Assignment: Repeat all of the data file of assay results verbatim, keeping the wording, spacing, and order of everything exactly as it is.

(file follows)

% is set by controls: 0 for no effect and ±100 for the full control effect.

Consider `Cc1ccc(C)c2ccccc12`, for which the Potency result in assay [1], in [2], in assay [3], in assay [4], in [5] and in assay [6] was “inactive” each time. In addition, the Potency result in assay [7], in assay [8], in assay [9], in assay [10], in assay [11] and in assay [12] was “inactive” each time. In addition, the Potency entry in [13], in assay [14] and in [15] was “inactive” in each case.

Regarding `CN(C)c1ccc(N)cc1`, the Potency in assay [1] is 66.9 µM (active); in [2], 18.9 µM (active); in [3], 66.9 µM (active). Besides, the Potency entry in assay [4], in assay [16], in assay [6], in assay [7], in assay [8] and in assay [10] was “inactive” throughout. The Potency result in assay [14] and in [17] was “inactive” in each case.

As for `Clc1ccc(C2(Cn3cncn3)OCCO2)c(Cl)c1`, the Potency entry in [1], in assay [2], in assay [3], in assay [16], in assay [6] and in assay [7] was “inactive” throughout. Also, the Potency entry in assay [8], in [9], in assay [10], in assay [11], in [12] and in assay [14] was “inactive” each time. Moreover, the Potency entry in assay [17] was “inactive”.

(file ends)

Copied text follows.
% is set by controls: 0 for no effect and ±100 for the full control effect.

Consider `Cc1ccc(C)c2ccccc12`, for which the Potency result in assay [1], in [2], in assay [3], in assay [4], in [5] and in assay [6] was “inactive” each time. In addition, the Potency result in assay [7], in assay [8], in assay [9], in assay [10], in assay [11] and in assay [12] was “inactive” each time. In addition, the Potency entry in [13], in assay [14] and in [15] was “inactive” in each case.

Regarding `CN(C)c1ccc(N)cc1`, the Potency in assay [1] is 66.9 µM (active); in [2], 18.9 µM (active); in [3], 66.9 µM (active). Besides, the Potency entry in assay [4], in assay [16], in assay [6], in assay [7], in assay [8] and in assay [10] was “inactive” throughout. The Potency result in assay [14] and in [17] was “inactive” in each case.

As for `Clc1ccc(C2(Cn3cncn3)OCCO2)c(Cl)c1`, the Potency entry in [1], in assay [2], in assay [3], in assay [16], in assay [6] and in assay [7] was “inactive” throughout. Also, the Potency entry in assay [8], in [9], in assay [10], in assay [11], in [12] and in assay [14] was “inactive” each time. Moreover, the Potency entry in assay [17] was “inactive”.